Do You Remember Me? Shavuot 5780

Do You Remember Me? Shavuot 5780

Shavuot / Shabbos Nasso 5780

A couple of years after my Aliyah, I remember asking my brothers a simple, yet very complex questions. “Do You Remember Me”? I am not sure if they really heard my question. Looking back I think it could have been taken many different ways. But on the inside of the inside I was asking them if they remembered the essence of who I am, the essence of our relationship. At the core of my question was a desire to really be seen, to be understood, to feel close even with a lifetime full of good times, and bad times, ups and downs, distance and disagreements. I wanted my brothers to remember that our relationship was not about what had or had not happened – but that it was something so much deeper.

Shabbos is a special time for us and HaShem, and there are really two fundamental things that as Jews HaShem asked of us – Shamor and zachor. Shamor, to guard and zachor to remember. 

Rav Malamed and many others speak about Shamor as the mitzvot lo’ta’asay – the do not do mitzvot. Without going too far into this – by keeping these mitzvot and “guarding” shabbos we are able to create space, an empty space of potential that is not cluttered with distractions and “other” obligations. For now I really want to speak about zachor. 

There are two primary things that we remember “Zachor” on shabbos – they are: that HaShem created the world and that he brought us out of Mitzrayim. Which in some ways seems a little strange because we really remember those things every day in our tefillot. And additionally, does HaShem really think that we are going to forget weekly that He created the world and that He brought us out of Mitzrayim?

Please open your hearts, when we look at what those things, creation and redemption from Mitzrayim have in common, it is an element of HaShem’s desire to have relationship and closeness to us. HaShem created the world to bestow His goodness upon His people and that they would serve Him and He brought us out of Mitzrayim so that we could serve Him. This service is about closeness not slavery – a relationship, ki v’yachol, of mutual benefit.

So what is it that HaShem is really asking us every Shabbos – I think that He is begging us, as if, and saying Shamor – please create space for me, create space for our relationship. And then like the question I asked my brothers – He is saying Zachor, remember me, remember that through everything all of the ups and downs, all of the good times and hard times remember me – see me. Remember that the essence of everything is that “I” desire closeness with my people.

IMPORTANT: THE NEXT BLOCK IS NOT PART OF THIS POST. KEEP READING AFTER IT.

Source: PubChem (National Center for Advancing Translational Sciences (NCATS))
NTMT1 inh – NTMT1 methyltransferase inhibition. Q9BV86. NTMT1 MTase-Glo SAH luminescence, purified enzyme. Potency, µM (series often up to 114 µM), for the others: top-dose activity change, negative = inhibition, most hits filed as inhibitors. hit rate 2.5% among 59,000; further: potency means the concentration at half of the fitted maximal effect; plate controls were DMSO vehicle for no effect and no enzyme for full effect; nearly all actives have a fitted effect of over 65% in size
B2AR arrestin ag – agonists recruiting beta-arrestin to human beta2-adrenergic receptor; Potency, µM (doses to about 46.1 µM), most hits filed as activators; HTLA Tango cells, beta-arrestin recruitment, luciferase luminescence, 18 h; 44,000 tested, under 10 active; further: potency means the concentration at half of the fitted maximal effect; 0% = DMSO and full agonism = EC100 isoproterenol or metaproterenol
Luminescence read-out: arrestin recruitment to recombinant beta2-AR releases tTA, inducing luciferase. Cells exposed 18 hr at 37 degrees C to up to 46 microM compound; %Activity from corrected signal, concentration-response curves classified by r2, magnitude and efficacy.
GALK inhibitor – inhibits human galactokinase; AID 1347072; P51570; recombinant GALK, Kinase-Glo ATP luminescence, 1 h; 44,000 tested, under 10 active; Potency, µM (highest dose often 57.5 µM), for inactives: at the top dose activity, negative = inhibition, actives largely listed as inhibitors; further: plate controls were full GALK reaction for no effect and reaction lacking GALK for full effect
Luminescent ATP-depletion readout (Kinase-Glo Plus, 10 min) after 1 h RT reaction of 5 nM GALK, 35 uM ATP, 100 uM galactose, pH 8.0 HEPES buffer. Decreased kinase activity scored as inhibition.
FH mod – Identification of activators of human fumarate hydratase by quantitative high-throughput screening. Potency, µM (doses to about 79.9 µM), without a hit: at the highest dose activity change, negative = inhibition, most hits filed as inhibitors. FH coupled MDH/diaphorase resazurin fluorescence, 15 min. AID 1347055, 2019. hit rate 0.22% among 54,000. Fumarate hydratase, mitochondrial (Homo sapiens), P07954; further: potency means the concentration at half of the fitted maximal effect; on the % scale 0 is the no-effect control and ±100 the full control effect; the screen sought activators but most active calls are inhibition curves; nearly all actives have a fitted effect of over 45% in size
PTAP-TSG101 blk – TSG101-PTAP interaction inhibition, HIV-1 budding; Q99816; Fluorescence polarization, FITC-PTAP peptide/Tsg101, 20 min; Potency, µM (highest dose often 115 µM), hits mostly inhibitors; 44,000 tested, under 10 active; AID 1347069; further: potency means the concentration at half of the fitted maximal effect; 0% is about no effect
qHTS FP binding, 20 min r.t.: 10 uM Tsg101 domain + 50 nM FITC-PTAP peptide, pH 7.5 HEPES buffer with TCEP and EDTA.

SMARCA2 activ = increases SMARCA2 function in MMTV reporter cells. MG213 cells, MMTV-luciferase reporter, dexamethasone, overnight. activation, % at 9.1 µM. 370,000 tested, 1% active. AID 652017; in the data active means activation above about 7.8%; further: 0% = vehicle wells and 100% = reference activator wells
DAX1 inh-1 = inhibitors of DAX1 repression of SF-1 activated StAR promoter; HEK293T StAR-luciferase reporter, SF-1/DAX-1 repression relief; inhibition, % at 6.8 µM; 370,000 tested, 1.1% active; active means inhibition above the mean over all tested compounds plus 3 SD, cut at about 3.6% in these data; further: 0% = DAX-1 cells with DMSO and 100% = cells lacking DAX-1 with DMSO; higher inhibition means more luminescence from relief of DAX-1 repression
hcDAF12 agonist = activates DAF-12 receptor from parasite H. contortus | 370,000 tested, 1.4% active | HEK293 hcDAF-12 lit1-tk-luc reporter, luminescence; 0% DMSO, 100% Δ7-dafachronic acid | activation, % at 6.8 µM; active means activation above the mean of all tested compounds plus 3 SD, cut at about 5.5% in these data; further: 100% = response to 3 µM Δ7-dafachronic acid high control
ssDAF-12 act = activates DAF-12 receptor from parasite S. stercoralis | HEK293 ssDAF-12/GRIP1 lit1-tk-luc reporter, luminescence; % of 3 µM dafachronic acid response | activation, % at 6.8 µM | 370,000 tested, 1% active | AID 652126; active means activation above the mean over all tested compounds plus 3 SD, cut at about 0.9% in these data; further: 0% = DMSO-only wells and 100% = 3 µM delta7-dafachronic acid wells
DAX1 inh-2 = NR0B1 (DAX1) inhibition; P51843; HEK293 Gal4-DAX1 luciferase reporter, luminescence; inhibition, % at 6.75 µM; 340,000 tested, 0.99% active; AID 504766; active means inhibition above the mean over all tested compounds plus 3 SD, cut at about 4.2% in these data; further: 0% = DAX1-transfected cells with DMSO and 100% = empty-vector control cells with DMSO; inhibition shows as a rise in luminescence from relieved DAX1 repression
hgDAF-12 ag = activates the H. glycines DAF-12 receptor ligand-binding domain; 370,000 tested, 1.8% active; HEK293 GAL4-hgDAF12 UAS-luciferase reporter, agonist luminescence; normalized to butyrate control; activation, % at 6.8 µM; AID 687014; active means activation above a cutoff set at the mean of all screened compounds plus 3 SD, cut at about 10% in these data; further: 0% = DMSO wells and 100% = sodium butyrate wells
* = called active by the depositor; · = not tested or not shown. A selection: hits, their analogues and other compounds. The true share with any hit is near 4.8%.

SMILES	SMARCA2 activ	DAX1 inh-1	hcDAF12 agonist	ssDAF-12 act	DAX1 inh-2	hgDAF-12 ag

The loneliest place in the world is in a crowded room, a room full of people who are doing their thing, laughing, enjoying each other, maybe singing, maybe learning, maybe praying – but not seeing you. What if HaShem is asking us to remember Him? What if HaShem is lonely in a crowded room? What if HaShem is lonely in a crowded shul… What if HaShem is crying out for us to SEE him – to remember Him. To remember the essence and purpose of our relationship. 

Rav Avhraham Yehoshua Heschel, the great grandson of the Apter Rebbe said: “When faith is completely replaced by creed, worship by discipline, love by habit; when the crisis of today is ignored because of the splendor of the past; when faith becomes an heirloom rather than a living fountain; when religion speaks only in the name of authority rather than with the voice of compassion – its message becomes meaningless.”

As we come to Shavuot once again, as HaShem is giving us one more opportunity to say that we are here, that we are with You, that we see You and that we also want more than anything to be in relationship with You and to, as it where, make You feel seen in this world, to give You a place in this world. Maybe we can sit quietly, alone with HaShem with a heart wide open and say –  HaShem, I remember you – I remember us – I am here now and I don’t want YOU to feel lonely.

I bless each one of us with the courage to face ourselves honestly and to step up, with hearts open and eyes focused to lovingly accept something new that we have never had before with HaShem. 

Chag Sameach

Shimon Aaron HaMesharet

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